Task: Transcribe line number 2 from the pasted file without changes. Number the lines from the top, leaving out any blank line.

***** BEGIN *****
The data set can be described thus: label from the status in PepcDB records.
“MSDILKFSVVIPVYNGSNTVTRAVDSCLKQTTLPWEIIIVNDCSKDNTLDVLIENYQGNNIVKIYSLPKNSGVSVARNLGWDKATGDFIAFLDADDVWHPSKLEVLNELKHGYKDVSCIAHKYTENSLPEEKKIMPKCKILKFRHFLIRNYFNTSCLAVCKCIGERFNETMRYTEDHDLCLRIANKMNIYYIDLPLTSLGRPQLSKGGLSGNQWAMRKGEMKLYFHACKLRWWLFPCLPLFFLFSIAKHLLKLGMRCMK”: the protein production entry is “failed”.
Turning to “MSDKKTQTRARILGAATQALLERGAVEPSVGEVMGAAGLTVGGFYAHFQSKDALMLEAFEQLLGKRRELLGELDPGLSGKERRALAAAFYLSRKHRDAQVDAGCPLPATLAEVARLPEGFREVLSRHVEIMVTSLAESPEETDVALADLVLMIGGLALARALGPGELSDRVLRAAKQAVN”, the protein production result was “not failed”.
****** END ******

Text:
“MSDILKFSVVIPVYNGSNTVTRAVDSCLKQTTLPWEIIIVNDCSKDNTLDVLIENYQGNNIVKIYSLPKNSGVSVARNLGWDKATGDFIAFLDADDVWHPSKLEVLNELKHGYKDVSCIAHKYTENSLPEEKKIMPKCKILKFRHFLIRNYFNTSCLAVCKCIGERFNETMRYTEDHDLCLRIANKMNIYYIDLPLTSLGRPQLSKGGLSGNQWAMRKGEMKLYFHACKLRWWLFPCLPLFFLFSIAKHLLKLGMRCMK”: the protein production entry is “failed”.